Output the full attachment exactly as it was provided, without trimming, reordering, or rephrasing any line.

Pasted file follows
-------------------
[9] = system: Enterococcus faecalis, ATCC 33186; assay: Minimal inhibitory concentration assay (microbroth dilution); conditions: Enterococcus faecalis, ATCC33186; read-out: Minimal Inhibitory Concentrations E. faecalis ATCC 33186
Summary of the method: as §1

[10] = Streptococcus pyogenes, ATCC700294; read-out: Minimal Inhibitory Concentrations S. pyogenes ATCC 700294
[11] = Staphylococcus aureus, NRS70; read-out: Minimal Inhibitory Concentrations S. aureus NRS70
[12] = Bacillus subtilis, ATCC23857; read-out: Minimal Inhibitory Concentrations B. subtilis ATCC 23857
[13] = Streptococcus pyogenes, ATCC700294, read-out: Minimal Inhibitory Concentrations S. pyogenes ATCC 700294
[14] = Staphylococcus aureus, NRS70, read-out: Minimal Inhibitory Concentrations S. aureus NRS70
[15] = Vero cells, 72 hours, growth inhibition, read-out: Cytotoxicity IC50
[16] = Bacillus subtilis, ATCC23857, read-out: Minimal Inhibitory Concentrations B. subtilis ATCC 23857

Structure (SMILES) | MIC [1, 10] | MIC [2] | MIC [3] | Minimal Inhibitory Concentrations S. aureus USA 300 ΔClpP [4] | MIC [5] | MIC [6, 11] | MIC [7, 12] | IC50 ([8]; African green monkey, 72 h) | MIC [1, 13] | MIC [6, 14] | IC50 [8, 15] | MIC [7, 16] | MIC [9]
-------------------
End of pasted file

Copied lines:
[9] = system: Enterococcus faecalis, ATCC 33186; assay: Minimal inhibitory concentration assay (microbroth dilution); conditions: Enterococcus faecalis, ATCC33186; read-out: Minimal Inhibitory Concentrations E. faecalis ATCC 33186
Summary of the method: as §1

[10] = Streptococcus pyogenes, ATCC700294; read-out: Minimal Inhibitory Concentrations S. pyogenes ATCC 700294
[11] = Staphylococcus aureus, NRS70; read-out: Minimal Inhibitory Concentrations S. aureus NRS70
[12] = Bacillus subtilis, ATCC23857; read-out: Minimal Inhibitory Concentrations B. subtilis ATCC 23857
[13] = Streptococcus pyogenes, ATCC700294, read-out: Minimal Inhibitory Concentrations S. pyogenes ATCC 700294
[14] = Staphylococcus aureus, NRS70, read-out: Minimal Inhibitory Concentrations S. aureus NRS70
[15] = Vero cells, 72 hours, growth inhibition, read-out: Cytotoxicity IC50
[16] = Bacillus subtilis, ATCC23857, read-out: Minimal Inhibitory Concentrations B. subtilis ATCC 23857

Structure (SMILES) | MIC [1, 10] | MIC [2] | MIC [3] | Minimal Inhibitory Concentrations S. aureus USA 300 ΔClpP [4] | MIC [5] | MIC [6, 11] | MIC [7, 12] | IC50 ([8]; African green monkey, 72 h) | MIC [1, 13] | MIC [6, 14] | IC50 [8, 15] | MIC [7, 16] | MIC [9]